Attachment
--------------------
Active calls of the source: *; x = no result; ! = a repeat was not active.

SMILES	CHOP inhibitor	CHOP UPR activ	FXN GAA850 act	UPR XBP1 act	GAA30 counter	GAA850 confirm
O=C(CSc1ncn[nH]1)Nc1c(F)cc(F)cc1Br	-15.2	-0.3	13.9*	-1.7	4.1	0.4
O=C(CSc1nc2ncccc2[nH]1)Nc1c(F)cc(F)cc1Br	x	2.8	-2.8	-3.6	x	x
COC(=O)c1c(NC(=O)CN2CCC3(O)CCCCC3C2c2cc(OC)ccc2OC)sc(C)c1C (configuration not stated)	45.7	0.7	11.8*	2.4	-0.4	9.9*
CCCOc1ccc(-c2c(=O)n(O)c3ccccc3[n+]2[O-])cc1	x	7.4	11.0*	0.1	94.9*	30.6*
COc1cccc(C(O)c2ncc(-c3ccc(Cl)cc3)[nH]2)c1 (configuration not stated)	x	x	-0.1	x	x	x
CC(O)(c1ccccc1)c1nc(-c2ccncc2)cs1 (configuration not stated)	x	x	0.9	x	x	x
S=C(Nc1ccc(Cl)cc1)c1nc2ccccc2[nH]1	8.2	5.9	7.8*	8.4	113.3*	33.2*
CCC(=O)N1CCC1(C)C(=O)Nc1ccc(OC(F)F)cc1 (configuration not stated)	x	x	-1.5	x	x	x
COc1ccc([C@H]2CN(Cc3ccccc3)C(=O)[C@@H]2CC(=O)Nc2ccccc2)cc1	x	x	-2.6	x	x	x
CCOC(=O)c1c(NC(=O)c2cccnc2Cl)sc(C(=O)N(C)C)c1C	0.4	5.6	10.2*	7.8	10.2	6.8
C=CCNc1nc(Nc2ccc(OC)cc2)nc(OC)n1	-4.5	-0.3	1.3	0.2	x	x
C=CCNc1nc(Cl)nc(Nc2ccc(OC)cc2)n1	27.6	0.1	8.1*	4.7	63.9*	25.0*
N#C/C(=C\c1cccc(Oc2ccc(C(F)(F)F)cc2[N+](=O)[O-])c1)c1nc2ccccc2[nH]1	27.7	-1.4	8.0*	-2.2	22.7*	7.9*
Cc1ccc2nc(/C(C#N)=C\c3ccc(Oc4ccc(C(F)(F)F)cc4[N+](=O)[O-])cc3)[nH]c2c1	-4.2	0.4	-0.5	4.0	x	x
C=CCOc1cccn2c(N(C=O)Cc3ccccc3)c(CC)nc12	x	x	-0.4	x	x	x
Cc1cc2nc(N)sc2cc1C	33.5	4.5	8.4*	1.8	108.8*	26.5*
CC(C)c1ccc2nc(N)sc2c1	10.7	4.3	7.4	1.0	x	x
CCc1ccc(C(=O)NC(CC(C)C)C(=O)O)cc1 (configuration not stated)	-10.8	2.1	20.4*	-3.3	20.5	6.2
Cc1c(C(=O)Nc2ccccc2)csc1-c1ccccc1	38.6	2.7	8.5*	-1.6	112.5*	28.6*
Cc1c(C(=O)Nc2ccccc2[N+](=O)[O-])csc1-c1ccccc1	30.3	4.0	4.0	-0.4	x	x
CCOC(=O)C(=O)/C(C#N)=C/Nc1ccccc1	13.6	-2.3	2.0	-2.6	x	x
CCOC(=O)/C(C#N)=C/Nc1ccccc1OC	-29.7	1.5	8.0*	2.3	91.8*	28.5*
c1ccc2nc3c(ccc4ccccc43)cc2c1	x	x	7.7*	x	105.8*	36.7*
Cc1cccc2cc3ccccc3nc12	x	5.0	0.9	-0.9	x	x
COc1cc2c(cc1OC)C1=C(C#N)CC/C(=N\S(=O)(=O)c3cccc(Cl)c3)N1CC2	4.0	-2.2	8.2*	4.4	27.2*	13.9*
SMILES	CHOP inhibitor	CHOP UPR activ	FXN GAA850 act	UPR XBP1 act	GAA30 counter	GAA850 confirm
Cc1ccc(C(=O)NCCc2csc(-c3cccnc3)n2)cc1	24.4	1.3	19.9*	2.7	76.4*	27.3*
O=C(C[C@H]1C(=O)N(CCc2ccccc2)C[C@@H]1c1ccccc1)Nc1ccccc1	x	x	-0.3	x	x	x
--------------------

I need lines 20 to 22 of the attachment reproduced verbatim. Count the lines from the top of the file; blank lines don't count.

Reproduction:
CCc1ccc(C(=O)NC(CC(C)C)C(=O)O)cc1 (configuration not stated)	-10.8	2.1	20.4*	-3.3	20.5	6.2
Cc1c(C(=O)Nc2ccccc2)csc1-c1ccccc1	38.6	2.7	8.5*	-1.6	112.5*	28.6*
Cc1c(C(=O)Nc2ccccc2[N+](=O)[O-])csc1-c1ccccc1	30.3	4.0	4.0	-0.4	x	x